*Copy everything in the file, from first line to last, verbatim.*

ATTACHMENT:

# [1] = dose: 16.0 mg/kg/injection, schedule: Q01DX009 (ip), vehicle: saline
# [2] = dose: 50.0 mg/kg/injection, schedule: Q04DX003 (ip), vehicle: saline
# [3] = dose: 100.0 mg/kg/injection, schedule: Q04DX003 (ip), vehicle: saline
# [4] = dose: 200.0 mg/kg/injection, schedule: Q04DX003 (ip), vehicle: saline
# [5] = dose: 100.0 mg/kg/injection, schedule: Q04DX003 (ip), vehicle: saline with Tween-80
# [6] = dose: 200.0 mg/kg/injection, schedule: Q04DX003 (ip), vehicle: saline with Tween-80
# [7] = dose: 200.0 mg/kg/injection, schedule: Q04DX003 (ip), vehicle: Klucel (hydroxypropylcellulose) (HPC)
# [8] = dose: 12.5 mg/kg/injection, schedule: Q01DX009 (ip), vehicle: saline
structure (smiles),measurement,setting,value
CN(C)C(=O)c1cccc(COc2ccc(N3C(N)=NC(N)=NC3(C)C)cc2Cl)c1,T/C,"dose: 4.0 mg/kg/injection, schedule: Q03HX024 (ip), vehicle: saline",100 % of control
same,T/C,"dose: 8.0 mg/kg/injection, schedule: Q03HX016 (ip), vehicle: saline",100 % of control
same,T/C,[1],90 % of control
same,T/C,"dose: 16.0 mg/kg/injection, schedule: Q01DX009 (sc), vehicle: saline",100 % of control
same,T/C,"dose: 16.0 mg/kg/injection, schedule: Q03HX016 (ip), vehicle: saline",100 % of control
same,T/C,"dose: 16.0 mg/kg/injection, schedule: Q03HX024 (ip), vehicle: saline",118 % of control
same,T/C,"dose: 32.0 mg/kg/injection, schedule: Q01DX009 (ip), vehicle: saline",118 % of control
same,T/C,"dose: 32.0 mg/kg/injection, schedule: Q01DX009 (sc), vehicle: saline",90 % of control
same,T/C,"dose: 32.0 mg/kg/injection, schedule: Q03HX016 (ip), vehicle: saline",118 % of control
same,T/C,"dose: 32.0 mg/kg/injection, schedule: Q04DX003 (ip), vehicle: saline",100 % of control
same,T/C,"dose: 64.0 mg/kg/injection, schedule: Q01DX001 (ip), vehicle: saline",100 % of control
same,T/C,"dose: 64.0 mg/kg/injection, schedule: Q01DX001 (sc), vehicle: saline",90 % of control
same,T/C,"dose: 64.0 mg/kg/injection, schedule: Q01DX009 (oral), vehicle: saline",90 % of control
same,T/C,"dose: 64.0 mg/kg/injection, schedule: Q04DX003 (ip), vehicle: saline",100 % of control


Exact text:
# [1] = dose: 16.0 mg/kg/injection, schedule: Q01DX009 (ip), vehicle: saline
# [2] = dose: 50.0 mg/kg/injection, schedule: Q04DX003 (ip), vehicle: saline
# [3] = dose: 100.0 mg/kg/injection, schedule: Q04DX003 (ip), vehicle: saline
# [4] = dose: 200.0 mg/kg/injection, schedule: Q04DX003 (ip), vehicle: saline
# [5] = dose: 100.0 mg/kg/injection, schedule: Q04DX003 (ip), vehicle: saline with Tween-80
# [6] = dose: 200.0 mg/kg/injection, schedule: Q04DX003 (ip), vehicle: saline with Tween-80
# [7] = dose: 200.0 mg/kg/injection, schedule: Q04DX003 (ip), vehicle: Klucel (hydroxypropylcellulose) (HPC)
# [8] = dose: 12.5 mg/kg/injection, schedule: Q01DX009 (ip), vehicle: saline
structure (smiles),measurement,setting,value
CN(C)C(=O)c1cccc(COc2ccc(N3C(N)=NC(N)=NC3(C)C)cc2Cl)c1,T/C,"dose: 4.0 mg/kg/injection, schedule: Q03HX024 (ip), vehicle: saline",100 % of control
same,T/C,"dose: 8.0 mg/kg/injection, schedule: Q03HX016 (ip), vehicle: saline",100 % of control
same,T/C,[1],90 % of control
same,T/C,"dose: 16.0 mg/kg/injection, schedule: Q01DX009 (sc), vehicle: saline",100 % of control
same,T/C,"dose: 16.0 mg/kg/injection, schedule: Q03HX016 (ip), vehicle: saline",100 % of control
same,T/C,"dose: 16.0 mg/kg/injection, schedule: Q03HX024 (ip), vehicle: saline",118 % of control
same,T/C,"dose: 32.0 mg/kg/injection, schedule: Q01DX009 (ip), vehicle: saline",118 % of control
same,T/C,"dose: 32.0 mg/kg/injection, schedule: Q01DX009 (sc), vehicle: saline",90 % of control
same,T/C,"dose: 32.0 mg/kg/injection, schedule: Q03HX016 (ip), vehicle: saline",118 % of control
same,T/C,"dose: 32.0 mg/kg/injection, schedule: Q04DX003 (ip), vehicle: saline",100 % of control
same,T/C,"dose: 64.0 mg/kg/injection, schedule: Q01DX001 (ip), vehicle: saline",100 % of control
same,T/C,"dose: 64.0 mg/kg/injection, schedule: Q01DX001 (sc), vehicle: saline",90 % of control
same,T/C,"dose: 64.0 mg/kg/injection, schedule: Q01DX009 (oral), vehicle: saline",90 % of control
same,T/C,"dose: 64.0 mg/kg/injection, schedule: Q04DX003 (ip), vehicle: saline",100 % of control